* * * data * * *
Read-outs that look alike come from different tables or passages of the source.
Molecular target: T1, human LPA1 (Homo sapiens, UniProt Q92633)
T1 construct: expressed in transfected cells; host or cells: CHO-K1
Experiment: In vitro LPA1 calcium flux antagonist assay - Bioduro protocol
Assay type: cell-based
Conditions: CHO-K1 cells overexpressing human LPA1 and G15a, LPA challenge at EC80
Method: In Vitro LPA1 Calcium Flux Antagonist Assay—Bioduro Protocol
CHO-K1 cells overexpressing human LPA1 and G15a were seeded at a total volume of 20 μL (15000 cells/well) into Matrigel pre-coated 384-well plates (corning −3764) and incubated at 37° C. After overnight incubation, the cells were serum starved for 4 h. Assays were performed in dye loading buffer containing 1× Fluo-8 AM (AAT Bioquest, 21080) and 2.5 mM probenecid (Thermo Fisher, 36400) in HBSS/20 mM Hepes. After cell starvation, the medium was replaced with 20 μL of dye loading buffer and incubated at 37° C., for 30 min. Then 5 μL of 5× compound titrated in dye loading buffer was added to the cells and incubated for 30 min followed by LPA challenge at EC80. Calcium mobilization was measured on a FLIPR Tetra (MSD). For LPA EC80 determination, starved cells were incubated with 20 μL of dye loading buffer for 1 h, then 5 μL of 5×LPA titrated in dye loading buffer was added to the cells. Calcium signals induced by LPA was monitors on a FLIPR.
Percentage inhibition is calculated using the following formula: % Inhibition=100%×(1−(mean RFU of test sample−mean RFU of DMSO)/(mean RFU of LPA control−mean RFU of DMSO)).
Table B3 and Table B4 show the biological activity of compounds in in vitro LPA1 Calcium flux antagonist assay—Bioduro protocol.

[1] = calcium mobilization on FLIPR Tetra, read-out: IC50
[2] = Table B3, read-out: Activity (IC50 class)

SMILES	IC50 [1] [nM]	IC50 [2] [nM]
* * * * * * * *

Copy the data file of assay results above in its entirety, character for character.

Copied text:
Read-outs that look alike come from different tables or passages of the source.
Molecular target: T1, human LPA1 (Homo sapiens, UniProt Q92633)
T1 construct: expressed in transfected cells; host or cells: CHO-K1
Experiment: In vitro LPA1 calcium flux antagonist assay - Bioduro protocol
Assay type: cell-based
Conditions: CHO-K1 cells overexpressing human LPA1 and G15a, LPA challenge at EC80
Method: In Vitro LPA1 Calcium Flux Antagonist Assay—Bioduro Protocol
CHO-K1 cells overexpressing human LPA1 and G15a were seeded at a total volume of 20 μL (15000 cells/well) into Matrigel pre-coated 384-well plates (corning −3764) and incubated at 37° C. After overnight incubation, the cells were serum starved for 4 h. Assays were performed in dye loading buffer containing 1× Fluo-8 AM (AAT Bioquest, 21080) and 2.5 mM probenecid (Thermo Fisher, 36400) in HBSS/20 mM Hepes. After cell starvation, the medium was replaced with 20 μL of dye loading buffer and incubated at 37° C., for 30 min. Then 5 μL of 5× compound titrated in dye loading buffer was added to the cells and incubated for 30 min followed by LPA challenge at EC80. Calcium mobilization was measured on a FLIPR Tetra (MSD). For LPA EC80 determination, starved cells were incubated with 20 μL of dye loading buffer for 1 h, then 5 μL of 5×LPA titrated in dye loading buffer was added to the cells. Calcium signals induced by LPA was monitors on a FLIPR.
Percentage inhibition is calculated using the following formula: % Inhibition=100%×(1−(mean RFU of test sample−mean RFU of DMSO)/(mean RFU of LPA control−mean RFU of DMSO)).
Table B3 and Table B4 show the biological activity of compounds in in vitro LPA1 Calcium flux antagonist assay—Bioduro protocol.

[1] = calcium mobilization on FLIPR Tetra, read-out: IC50
[2] = Table B3, read-out: Activity (IC50 class)

SMILES	IC50 [1] [nM]	IC50 [2] [nM]